On a flight from Los Angeles to New York, Oliver and Emily make a connection, only to decide that they are poorly suited to be together. Over the next seven years, however, they are ... See full summary »
A vacationing woman meets her ideal man, leading to a swift marriage. Back at home, however, their idyllic life is upset when they discover their neighbors could be assassins who have been contracted to kill the couple.
A washed up singer is given a couple days to compose a chart-topping hit for an aspiring teen sensation. Though he's never written a decent lyric in his life, he sparks with an offbeat younger woman with a flair for words.
On a flight from Los Angeles to New York, Oliver and Emily make a connection, only to decide that they are poorly suited to be together. Over the next seven years, however, they are reunited time and time again, they go from being acquaintances to close friends to ... lovers? Written by
Actress Birdie M. Hale, who was more than 90 years old during production of "A Lot Like Love" (2005), played the role of an old woman with a singular line ("Would you like to sit next to your girlfriend?") on a New York subway train early in the film. She had a very similar role as an elderly passenger on a New York subway train - also encouraging the two protagonists to get together - at the end of Coming to America (1988). See more »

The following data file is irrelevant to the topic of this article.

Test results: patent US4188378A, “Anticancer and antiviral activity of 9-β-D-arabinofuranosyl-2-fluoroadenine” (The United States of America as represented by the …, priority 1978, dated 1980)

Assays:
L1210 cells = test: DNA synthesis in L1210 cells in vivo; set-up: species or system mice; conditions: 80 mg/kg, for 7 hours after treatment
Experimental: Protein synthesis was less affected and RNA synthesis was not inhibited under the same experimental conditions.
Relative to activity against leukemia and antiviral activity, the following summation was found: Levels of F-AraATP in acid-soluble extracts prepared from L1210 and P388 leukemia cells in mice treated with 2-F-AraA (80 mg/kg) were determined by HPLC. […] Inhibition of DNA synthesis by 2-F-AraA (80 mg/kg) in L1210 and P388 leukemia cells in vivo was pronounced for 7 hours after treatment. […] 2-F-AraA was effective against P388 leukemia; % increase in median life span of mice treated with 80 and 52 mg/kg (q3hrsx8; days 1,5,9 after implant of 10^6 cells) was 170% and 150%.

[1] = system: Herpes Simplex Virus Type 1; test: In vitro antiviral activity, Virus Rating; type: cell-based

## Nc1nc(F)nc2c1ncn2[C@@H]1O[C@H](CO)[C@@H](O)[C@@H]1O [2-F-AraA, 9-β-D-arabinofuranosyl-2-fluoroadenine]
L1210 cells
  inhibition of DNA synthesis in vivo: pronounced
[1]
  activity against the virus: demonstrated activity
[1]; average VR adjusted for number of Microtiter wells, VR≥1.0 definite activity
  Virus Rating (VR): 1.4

In the restaurant, when the waitress is putting the food onto the table, there is much greenery on Oliver's dish. But in the shot from behind Oliver's shoulder there is almost no green. See more »
Probably the best romantic comedy my wife and I have seen in twenty years. Although we have always been a fan of Ashton Kutcher, this movie separates from his previous achievements. His chemistry with Amanda Peete is more believable than any other actress he has performed with. You actually fall into to the story as someone you might have known in life, whether it was a friend or someone that remains in your thoughts from years past.
To knick-pick the movie on plot or commercialization is to miss the writers passion for what he/she is trying to convey. Take the movie for what it is at face value and that is to travel through their relationship in all the what-if's, all the heart breaks and joys. If you let yourself do that you will enjoy a great story with someone you at one time shared the same passion with. -Curt & Tam
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